Photo by srizki on Flickr

The officiant in an Islamic wedding is the Imam, or a qualified religious authority who presides over the Nikah ceremony. They deliver a sermon, or khutbah, and facilitate the exchange of vows, the signing of the marriage contract, and the recitation of prayers.

To officiate the marriage, the Imam will ask the final question of whether the couple accepts each other as husband and wife. The bride and groom then give their consent by repeating the words “I accept” or “I do,” and thus the marriage becomes official.

Marriage Licence

A marriage licence is a legal document issued by the government authorising the marriage to take place. Before the Nikah ceremony, the couple typically obtains a marriage licence from the appropriate government authority, fulfilling the legal prerequisites for marriage.

The Ceremony

Planning a Nikah ceremony is similar to planning other wedding events. You need to find a mosque or venue, pick a date, and invite the guests. The planning will also include the decor, flowers, and serving food. Nevertheless, some stages of the ceremony are pretty distinct from other events, and here are a few of them. 

The Couple’s Arrival

The arrival of the bride and groom marks the beginning of the Nikah ceremony. The mosque or place where the ceremony is held is usually segregated, meaning men and women sit in separate spaces. However, that is something that could change depending on cultural preferences. 

Typically, the couple won’t see each other before the ceremony and will arrive separately. Soft music could be played in the background as the couple is ushered in.

The Sermon Recital

The sermon, known as khutbah, serves as spiritual guidance, imparting wisdom and counsel to the couple before their marriage. The words of the sermon resonate deeply, inspiring the bride and groom to embrace their roles as partners and soulmates in accordance with the teachings of Islam.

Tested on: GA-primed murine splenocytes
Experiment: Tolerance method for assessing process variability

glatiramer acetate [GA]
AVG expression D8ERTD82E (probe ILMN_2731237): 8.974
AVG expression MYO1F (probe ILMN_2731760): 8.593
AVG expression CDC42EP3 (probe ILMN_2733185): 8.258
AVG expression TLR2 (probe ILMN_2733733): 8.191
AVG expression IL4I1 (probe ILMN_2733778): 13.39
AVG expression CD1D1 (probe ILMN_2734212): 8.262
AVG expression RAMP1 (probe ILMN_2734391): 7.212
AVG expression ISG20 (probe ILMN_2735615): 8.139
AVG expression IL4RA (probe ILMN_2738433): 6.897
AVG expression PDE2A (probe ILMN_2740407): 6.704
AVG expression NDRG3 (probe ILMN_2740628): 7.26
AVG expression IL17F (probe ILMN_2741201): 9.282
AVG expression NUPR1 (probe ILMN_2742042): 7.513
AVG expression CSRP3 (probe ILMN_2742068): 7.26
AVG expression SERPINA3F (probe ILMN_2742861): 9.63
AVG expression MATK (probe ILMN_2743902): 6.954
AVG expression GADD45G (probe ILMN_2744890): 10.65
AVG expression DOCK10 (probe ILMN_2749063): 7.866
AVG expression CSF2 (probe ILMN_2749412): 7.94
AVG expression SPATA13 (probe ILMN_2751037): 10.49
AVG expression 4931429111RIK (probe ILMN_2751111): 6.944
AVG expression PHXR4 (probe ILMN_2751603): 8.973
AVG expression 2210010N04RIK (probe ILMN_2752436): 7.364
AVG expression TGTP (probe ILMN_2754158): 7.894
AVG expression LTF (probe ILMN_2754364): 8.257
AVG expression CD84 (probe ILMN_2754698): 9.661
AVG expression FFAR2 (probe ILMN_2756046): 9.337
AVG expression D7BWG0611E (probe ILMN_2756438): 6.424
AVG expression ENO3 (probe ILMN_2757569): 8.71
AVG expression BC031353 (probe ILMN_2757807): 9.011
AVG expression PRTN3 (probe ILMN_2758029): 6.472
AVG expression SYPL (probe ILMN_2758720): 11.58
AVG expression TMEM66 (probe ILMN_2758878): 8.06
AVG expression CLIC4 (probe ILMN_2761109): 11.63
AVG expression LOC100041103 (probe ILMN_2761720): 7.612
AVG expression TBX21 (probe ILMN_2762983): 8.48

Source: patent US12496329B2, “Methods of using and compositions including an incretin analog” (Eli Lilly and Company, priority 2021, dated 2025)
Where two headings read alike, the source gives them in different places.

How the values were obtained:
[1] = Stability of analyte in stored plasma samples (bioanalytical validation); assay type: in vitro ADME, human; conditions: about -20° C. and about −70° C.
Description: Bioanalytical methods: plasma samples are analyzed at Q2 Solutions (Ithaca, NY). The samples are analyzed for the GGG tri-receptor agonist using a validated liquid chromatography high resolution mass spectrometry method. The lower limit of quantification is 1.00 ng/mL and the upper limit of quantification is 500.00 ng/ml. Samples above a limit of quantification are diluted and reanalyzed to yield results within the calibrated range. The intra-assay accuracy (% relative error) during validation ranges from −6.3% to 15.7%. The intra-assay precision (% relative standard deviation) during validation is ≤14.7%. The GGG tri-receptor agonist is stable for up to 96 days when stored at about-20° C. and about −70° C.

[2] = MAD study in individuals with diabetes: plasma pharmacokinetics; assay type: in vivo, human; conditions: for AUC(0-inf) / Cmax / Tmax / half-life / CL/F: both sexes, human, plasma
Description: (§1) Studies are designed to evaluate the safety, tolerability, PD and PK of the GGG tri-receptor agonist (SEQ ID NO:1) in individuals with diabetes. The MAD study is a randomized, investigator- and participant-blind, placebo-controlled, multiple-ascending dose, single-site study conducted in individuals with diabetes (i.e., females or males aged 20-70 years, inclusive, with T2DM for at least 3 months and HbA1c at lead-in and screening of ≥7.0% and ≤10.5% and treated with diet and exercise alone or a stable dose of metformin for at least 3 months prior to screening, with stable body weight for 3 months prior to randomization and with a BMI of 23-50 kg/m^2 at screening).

The Imam is usually the one who does the recital. He will read prayers and certain passages from the Quran and insist on the importance of marriage and spiritual union between a husband and wife. During the sermon, there is usually no music.

Marriage Contract

nikah ceremony - Minstrel Court
Photo by MUHAMMAD SHAH ZEB on Unsplash

Known as the Nikah Nama, the marriage contract outlines the rights and responsibilities of both parties, as well as the terms of the marriage agreement. The Imam presents the contract, and then the two parties and witnesses sign it. The contract is a list of promises and obligations between the couple. 

Announcement of Marriage

Following the signing of the marriage contract, the Nikah ceremony concludes with the announcement of marriage. The Imam announces the couple as husband and wife and the guests will start the party. This is how the Nikah is concluded and the rest of the wedding starts.

As the ceremony concludes with prayers for the couple’s happiness, the Nikah serves as a reminder of the enduring tradition that continues to unite hearts and souls in the sacred institution of marriage.

If you ever wanted to hold your Nikah ceremony in a venue, then Minstrel Court is the ideal place for you. The venue offers a picturesque setting that complements the spiritual significance of the Nikah ceremony and is perfectly suited to an Islamic wedding.

Leave a Comment

Your email address will not be published. Required fields are marked *

Scroll to Top